Question 9. In your opinion, how would you rate the diagnostic value of DISE in the investigation of SDB?

The answers were graded 0 point for ‘useless’ up to five points for ‘essential’. A significant variation was seen between UK and Belgian responses. In the UK, 149 respondents averaged a score of 2.95. In Belgium 90 clinicians answered the question, averaging a score of 4.6. Forty seven UK respondents chose to share their opinions on DISE and these were separated into the following broad categories. Fourteen stated that they did not find DISE to be of benefit when it was used, and ten stated that DISE is not true sleep and, therefore, not a valid measure. Closely allied to this, four respondents stated that there is no evidence for this investigation, and six felt it was either time consuming or too expensive. Eight stated that they either had no experience or logistically were unable to perform DISE, and one gave the opinion that DISE should not be performed in an NHS setting. Four felt that DISE was only useful in a selective number of patients, whereas two simply stated that DISE was a useful investigation with a further three stating that results are dependent on anaesthetic support.

Question 10. What percentage of your SDB patients do you see in the private sector compared to in the NHS?

The responses to this question are provided in Fig. 1.

Fig. 1

Percentage of patients seen in the public and private sector

Question 11. What is your current grade? Please pick a grade which most closely represents your current status.

This question showed that the majority of respondents to this survey were independent practitioners (86% of UK and 77% of Belgian respondents were either consultants or associate specialists).

Discussion

The treatment of OSA using CPAP varies according to patient acceptance, tolerance, and compliance [13]. Alternatives to CPAP such as oral appliance therapy (OAT) and surgery require careful diagnosis, to ascertain the level of upper airway (UA) collapse. Although surgical treatment has, in the past, been of varying degrees of success, thorough assessment of the level, degree and pattern of obstruction would lead to better selection of surgical techniques [14, 15]. Assessment of these patients requires knowledge of upper airway anatomy and function, as well as the physiology of normal sleep, to determine the complexity of pharyngeal collapse. Due to changes in muscle tone during sleep, observation of the upper airway in awake patients might be of limited value [16]. In our survey an overwhelming majority of respondents from both countries use awake fibreoptic endoscopic evaluation to assess the level of obstruction.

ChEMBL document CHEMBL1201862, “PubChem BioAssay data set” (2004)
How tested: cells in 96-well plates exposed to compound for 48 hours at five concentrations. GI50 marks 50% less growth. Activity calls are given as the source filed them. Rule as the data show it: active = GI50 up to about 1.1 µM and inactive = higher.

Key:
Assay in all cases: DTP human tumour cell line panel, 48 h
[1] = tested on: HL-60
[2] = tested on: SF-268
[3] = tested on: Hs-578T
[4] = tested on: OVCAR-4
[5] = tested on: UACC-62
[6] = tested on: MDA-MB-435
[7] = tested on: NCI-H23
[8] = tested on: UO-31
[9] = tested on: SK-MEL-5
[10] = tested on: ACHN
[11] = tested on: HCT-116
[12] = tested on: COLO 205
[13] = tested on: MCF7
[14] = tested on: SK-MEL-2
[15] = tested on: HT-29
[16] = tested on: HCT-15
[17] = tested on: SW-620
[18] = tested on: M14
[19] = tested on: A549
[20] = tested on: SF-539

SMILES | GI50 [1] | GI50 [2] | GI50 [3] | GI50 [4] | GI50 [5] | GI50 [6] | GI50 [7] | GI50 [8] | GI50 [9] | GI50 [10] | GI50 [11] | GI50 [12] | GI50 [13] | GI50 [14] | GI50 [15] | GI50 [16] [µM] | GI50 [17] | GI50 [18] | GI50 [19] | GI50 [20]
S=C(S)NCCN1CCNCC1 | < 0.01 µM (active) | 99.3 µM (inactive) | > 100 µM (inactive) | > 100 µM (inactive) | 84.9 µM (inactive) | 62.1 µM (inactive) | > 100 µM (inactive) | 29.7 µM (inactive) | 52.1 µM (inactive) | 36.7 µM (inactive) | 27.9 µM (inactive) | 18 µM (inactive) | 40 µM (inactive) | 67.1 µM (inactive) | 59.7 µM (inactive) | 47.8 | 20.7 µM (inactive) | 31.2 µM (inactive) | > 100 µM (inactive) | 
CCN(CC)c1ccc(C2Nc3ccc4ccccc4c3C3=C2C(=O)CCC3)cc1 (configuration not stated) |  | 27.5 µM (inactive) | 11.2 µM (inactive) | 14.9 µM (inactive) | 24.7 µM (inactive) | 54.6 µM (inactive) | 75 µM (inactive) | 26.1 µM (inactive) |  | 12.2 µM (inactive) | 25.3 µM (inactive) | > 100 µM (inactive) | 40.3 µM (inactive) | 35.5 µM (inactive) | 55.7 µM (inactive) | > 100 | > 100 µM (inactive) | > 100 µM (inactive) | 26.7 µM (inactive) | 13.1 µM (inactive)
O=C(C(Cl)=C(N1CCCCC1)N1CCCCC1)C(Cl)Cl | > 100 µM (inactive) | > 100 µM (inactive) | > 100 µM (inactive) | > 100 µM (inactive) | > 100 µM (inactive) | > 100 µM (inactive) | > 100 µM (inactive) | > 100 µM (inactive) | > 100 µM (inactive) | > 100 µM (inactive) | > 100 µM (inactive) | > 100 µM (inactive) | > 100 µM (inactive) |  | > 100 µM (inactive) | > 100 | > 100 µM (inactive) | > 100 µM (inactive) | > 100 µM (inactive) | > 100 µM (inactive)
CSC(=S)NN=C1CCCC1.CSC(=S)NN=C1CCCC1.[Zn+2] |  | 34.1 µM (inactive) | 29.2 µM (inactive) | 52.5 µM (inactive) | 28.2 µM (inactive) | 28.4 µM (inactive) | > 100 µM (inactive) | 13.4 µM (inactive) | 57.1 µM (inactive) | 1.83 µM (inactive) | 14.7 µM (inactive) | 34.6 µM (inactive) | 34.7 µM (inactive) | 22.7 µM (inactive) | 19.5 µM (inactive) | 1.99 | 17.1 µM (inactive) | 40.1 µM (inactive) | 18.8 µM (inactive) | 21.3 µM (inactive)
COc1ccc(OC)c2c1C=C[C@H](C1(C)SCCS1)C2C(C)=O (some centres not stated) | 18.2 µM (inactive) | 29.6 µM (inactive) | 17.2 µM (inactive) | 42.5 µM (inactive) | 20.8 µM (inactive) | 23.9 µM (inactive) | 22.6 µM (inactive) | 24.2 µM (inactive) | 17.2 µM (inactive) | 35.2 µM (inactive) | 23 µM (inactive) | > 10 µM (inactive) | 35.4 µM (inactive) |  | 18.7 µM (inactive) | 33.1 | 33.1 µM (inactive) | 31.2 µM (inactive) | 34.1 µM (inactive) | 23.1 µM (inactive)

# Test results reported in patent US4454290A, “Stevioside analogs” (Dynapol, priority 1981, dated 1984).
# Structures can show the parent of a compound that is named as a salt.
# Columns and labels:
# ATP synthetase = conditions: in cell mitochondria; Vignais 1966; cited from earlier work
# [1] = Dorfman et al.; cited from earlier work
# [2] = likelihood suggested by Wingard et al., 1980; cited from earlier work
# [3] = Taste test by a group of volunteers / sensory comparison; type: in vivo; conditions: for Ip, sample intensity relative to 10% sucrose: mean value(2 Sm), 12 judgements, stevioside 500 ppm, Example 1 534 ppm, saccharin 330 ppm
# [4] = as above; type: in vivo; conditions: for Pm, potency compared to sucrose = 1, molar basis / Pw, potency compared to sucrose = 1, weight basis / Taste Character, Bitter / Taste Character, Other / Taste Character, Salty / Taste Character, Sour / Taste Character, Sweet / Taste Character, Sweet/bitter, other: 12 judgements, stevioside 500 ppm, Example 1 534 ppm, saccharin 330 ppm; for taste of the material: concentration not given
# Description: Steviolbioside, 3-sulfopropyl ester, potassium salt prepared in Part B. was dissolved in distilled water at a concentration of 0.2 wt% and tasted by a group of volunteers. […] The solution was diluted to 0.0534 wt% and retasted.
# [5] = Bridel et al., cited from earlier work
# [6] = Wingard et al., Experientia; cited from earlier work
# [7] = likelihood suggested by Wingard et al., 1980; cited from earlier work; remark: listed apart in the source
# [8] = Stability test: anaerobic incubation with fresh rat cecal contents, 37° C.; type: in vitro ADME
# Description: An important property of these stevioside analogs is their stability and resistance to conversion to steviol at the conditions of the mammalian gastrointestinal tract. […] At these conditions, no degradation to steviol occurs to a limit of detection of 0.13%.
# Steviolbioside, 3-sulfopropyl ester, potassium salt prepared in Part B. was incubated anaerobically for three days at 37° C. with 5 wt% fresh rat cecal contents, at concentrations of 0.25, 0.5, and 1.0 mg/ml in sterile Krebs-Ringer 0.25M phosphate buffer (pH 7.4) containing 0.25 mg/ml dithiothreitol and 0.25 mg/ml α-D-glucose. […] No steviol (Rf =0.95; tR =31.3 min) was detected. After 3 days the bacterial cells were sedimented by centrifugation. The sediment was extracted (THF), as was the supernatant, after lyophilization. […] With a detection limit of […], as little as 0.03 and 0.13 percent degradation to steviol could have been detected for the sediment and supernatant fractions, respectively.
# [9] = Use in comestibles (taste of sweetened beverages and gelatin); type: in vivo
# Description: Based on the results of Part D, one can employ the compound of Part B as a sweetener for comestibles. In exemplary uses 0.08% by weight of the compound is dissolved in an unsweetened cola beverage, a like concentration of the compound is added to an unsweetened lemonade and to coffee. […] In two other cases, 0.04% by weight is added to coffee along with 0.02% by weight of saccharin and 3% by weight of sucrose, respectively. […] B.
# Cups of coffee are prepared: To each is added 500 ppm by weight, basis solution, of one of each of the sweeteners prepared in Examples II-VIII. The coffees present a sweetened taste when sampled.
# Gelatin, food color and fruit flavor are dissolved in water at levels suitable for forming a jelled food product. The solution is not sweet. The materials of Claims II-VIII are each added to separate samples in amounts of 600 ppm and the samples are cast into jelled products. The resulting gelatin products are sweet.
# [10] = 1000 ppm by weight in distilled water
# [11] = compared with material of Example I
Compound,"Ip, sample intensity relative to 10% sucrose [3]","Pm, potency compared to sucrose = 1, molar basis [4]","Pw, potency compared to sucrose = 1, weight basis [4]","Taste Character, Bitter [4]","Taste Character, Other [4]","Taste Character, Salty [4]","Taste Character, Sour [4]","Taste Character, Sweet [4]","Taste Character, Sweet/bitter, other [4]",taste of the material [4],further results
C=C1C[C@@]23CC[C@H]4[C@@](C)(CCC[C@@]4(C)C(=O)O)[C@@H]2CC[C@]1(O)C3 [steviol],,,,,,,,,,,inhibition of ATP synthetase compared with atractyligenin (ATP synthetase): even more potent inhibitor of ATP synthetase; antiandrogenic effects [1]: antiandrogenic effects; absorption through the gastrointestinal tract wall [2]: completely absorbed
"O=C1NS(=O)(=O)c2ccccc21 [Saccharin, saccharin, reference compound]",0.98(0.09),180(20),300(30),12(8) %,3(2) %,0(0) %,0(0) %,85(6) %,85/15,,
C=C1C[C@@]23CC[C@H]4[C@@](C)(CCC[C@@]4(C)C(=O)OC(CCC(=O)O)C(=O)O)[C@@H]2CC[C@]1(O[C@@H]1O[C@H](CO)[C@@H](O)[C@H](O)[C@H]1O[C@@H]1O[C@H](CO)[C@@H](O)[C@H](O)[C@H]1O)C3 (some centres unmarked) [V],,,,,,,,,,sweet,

Only 26.1% of UK respondents from our survey use DISE to assess patients with SDB, compared to 72.9% of Belgian clinicians. Of these, the majority (51.4% of British and 61.3% of Belgian respondents) were for SDB patients who had failed or are intolerant of non-surgical therapies (nasal splints, mandibular advancement splints, home CPAP).

Possible explanation for the UK clinicians not utilising DISE may be due to the lack of funding and approval in the NHS setting. Treatment for snoring in terms of surgery is included in the “procedures of limited clinical effectiveness (POLCE)” [17, 18]. Furthermore, 85% of the British physicians mentioned they see most of their SDB patients in the private sector, compared to 70% of the Belgian physicians.

The results of this survey point out that the ulitisation of DISE in clinical ENT practice in Belgium is rather well implemented. A majority of Belgian ENT surgeon (61.3%) do use DISE in their routine clinical evaluation of OSA patients that would be candidates for non-CPAP therapy, with most of them using a classification system. The most popular scoring system for DISE among ENT surgeons in Belgium turned out to be the VOTE grading system.

Another explanation for the difference between both countries can be found in the results of another question asked in our survey. In the UK, physicians gave a mean score of 2.95 on a scale of 5 when they were asked if they thought DISE is useful in the investigation of SDB, compared to a score of 4.6 in the Belgian population. One possible explanation of this may be differences in training programmes between the two countries.

Methods of assessment during DISE